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Wavelength of Visible Light Spectrum

Eyes Love Green

In bright conditions, the human eye has maximum sensitivity for the 555 nm wavelength of light,
which corresponds to the yellow-green color. Not coincidentally, it is also the color of fresh green
foliage. This evolutionary adaptation probably helped our ancestors, who were hunter-gatherers, in
spotting fresh food in the wild.
Light and darkness become relative or subjective concepts, when it dawns upon you that both exist,
only in relation to the limits of the perceptive faculties of the human eye. The electromagnetic
spectrum is truly vast, extending from the high frequency gamma rays emitted by radioactive
elements to the long radio waves that transmit your daily radio programs. What we call 'Visible light'
is a tiny window in the spectrum. While the perception of 'color' is subjective to the optical
perception abilities of the human species, the wavelength is an objective parameter that wouldn't
change. Not coincidentally, this visible light window matches with the 'optical window', which is the
range of wavelengths that pass through Earth's atmosphere, without attenuation or absorption. Life
on Earth has evolved to perceive in these wavelengths, as they are the only components of sunrays,
that do not get filtered out by the atmosphere.
Visible Light Spectrum Wavelengths
The wavelength range of electromagnetic radiation, that falls between 380 nanometers to 750
nanometers, constitutes the visible light spectrum (1 Nanometer = 10-9 meter). These are the two
limits, beyond which, the human eye cannot perceive any colors, as the biological mechanism in the
retina, which makes color vision possible, does not respond to frequencies that have a wavelength
greater than 750 nm and less than 380 nm.
Here is a table, which presents the spectrum, divided in color regions, according to our perception.
The units used are Angstrom and Nanometers.
Wavelength Range in Angstrom (10-10m)
Wavelength Range in Nanometer (10-9m)
3800 - 4500
380 - 450
4200 - 4500
420 - 450
4500 - 4950
450 - 495
4950 - 5700
495 - 570
5700 - 5900
570 - 590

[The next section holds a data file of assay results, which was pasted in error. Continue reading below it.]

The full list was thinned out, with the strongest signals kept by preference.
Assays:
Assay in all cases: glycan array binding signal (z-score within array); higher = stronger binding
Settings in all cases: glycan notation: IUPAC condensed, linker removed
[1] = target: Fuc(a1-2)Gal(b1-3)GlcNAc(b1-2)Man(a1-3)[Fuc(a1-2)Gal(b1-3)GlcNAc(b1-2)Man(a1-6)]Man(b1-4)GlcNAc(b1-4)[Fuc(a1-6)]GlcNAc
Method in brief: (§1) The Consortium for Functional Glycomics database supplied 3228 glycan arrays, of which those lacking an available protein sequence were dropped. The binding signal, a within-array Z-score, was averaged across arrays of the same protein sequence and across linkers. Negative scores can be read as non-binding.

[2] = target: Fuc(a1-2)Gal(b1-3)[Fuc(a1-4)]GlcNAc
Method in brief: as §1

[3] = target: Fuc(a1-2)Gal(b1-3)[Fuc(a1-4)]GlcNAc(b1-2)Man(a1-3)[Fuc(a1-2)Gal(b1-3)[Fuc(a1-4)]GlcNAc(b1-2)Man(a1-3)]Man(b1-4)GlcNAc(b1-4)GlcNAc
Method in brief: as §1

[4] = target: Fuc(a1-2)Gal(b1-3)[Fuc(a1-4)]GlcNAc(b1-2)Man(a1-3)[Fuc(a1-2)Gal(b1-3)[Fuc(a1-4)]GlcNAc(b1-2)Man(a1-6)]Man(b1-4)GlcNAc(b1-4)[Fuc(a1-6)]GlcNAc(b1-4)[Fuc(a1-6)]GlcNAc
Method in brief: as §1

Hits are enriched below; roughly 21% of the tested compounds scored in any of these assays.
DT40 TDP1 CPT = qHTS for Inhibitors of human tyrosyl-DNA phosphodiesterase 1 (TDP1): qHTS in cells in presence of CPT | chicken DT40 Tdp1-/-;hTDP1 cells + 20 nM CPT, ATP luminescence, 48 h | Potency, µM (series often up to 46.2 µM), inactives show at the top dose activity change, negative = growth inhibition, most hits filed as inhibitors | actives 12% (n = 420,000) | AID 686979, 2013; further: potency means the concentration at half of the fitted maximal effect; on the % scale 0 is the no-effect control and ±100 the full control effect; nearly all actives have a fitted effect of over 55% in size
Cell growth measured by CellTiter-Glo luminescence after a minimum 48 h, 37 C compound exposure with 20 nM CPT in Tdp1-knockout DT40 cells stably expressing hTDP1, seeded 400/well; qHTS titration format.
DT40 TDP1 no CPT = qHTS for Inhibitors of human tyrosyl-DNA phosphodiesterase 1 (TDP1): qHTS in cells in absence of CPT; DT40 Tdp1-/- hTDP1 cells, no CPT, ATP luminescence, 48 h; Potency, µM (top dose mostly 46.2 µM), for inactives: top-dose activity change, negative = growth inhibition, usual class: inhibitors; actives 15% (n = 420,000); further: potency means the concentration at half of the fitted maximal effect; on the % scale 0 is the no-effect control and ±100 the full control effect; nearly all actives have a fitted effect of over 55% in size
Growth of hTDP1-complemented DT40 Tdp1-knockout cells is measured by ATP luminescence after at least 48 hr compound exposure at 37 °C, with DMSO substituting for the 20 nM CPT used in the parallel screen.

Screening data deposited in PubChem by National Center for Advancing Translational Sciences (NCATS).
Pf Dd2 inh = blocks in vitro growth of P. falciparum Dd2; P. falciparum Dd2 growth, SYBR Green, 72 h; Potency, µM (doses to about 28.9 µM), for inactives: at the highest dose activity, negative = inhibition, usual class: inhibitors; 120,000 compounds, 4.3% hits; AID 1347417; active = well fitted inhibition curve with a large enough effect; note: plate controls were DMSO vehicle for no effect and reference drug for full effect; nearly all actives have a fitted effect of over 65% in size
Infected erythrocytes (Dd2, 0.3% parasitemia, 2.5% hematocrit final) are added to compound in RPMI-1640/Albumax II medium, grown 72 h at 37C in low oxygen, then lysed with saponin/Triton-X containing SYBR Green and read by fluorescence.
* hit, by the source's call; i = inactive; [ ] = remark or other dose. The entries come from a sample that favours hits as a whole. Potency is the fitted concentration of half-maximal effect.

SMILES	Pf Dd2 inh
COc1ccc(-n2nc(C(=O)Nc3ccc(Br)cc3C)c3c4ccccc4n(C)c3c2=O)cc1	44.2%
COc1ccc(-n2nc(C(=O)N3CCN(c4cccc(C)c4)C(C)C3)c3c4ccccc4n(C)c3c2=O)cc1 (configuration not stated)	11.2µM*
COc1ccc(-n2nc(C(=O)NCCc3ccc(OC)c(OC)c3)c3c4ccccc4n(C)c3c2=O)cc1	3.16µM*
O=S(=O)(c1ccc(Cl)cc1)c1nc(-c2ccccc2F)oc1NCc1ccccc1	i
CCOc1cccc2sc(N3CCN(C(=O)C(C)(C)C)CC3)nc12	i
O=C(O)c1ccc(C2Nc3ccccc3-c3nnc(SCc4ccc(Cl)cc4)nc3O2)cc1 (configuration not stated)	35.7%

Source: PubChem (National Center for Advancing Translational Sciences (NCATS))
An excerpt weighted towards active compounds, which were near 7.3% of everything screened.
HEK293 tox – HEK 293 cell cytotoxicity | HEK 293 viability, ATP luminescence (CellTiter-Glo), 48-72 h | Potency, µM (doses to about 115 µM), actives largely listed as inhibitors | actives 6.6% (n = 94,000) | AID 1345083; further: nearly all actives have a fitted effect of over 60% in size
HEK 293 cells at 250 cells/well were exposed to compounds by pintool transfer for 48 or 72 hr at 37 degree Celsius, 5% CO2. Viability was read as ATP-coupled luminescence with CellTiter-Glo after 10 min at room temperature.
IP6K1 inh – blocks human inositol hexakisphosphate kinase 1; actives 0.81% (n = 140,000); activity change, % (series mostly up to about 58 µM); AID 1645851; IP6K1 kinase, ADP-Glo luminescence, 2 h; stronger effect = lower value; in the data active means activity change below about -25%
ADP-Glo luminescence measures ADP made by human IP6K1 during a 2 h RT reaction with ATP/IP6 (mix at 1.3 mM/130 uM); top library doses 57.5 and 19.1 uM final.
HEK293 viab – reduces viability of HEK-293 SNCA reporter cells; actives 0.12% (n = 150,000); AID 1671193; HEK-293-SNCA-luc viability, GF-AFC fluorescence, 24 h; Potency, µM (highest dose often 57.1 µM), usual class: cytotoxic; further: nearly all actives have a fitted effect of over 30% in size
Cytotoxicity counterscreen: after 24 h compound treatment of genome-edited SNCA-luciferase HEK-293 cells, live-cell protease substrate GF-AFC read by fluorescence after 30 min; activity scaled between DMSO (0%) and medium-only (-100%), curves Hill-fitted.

5900 - 6200
590 - 620
6200 - 7500
620 - 750
A rainbow is seen due to refraction of light through raindrops. Ergo, it is no coincidence that the
spectrum described here, is in the exact order of a rainbow.
What would life be without colors? Imagine living in a black and white world. It would surely be
dreary. Colors are our visual system's response to incident electromagnetic radiation. The cells that
are responsible for color perception, are the cone cells in the retina.
Every basic color has a range of wavelengths, providing gradation. Green extends from pale green to
dark green, blue extends from light to dark and so on. There are certain colors like pink or purple
which are not basic colors. These composite colors are formed due to a mixture of certain basic
colors, that is, through mixing of visible light wavelengths. When sunlight is made to pass through a
prism, it splits into component colors.
As can be seen from the table above, violet color has the shortest wavelength and red has the
longest. The colors of different objects perceived by our eyes, depend on the light absorption and
emission properties of those objects. There are many more colors that we see in the world around
us, besides the ones mentioned above. You may be wondering why they are not mentioned here. The
reason is, that those composite colors are made by a mixture of wavelengths of these basic colors. A
light wave packet consisting a mixture of all these basic color wavelengths, appears white.
Relative End Points
The end points of the spectrum presented above are with respect to the human eye. Many animals
can see beyond the human limits of electromagnetic wavelengths. Their visibility range extends into
what we call the infrared or ultraviolet range. Bees can perceive in the ultraviolet range.
In that sense, the visible wavelength limits are subjective or relative. What we see as colors are our
optical system's and brain's response to a particular set of electromagnetic waves. So, wavelengths
are an absolute concept but colors can be subjective to the visual system.